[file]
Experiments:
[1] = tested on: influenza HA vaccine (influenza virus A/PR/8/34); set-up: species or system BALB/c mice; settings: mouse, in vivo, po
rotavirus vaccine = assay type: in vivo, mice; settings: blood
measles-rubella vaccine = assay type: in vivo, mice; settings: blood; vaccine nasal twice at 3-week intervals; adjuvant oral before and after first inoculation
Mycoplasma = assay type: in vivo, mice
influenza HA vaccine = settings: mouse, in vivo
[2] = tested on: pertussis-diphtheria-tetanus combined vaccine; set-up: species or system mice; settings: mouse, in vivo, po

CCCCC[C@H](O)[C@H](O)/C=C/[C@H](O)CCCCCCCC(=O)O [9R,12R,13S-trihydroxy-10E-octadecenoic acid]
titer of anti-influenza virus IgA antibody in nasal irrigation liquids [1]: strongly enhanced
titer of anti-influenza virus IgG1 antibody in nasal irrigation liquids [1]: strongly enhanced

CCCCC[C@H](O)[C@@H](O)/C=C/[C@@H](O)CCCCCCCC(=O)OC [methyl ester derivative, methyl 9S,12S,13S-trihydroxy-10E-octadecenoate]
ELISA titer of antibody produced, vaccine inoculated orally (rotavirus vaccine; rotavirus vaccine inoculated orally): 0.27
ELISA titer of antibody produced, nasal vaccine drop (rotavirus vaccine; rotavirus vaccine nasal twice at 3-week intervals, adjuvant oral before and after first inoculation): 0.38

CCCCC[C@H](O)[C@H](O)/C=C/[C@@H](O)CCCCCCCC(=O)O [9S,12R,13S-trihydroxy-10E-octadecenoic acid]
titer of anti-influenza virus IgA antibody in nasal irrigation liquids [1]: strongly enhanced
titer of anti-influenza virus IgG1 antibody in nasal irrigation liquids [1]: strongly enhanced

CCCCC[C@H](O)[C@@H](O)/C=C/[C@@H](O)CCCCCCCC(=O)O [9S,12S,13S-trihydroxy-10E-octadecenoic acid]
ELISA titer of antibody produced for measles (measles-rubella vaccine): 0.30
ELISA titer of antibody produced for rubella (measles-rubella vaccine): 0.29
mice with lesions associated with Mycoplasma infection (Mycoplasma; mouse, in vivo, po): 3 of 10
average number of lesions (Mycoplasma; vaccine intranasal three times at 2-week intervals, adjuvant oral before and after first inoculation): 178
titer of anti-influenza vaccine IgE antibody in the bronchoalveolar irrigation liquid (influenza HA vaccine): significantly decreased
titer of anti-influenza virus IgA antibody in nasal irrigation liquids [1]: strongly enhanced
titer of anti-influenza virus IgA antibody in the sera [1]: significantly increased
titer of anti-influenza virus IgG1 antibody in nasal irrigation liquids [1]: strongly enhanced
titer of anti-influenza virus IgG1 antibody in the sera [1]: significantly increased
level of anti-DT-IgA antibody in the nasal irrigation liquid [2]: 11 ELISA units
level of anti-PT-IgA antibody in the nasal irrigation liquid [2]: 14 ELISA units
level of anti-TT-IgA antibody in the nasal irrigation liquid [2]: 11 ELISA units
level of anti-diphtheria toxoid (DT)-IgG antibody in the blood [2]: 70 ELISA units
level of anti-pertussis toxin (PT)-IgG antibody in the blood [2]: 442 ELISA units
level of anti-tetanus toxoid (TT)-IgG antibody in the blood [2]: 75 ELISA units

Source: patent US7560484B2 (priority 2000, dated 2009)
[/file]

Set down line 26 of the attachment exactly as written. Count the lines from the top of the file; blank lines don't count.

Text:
titer of anti-influenza virus IgG1 antibody in the sera [1]: significantly increased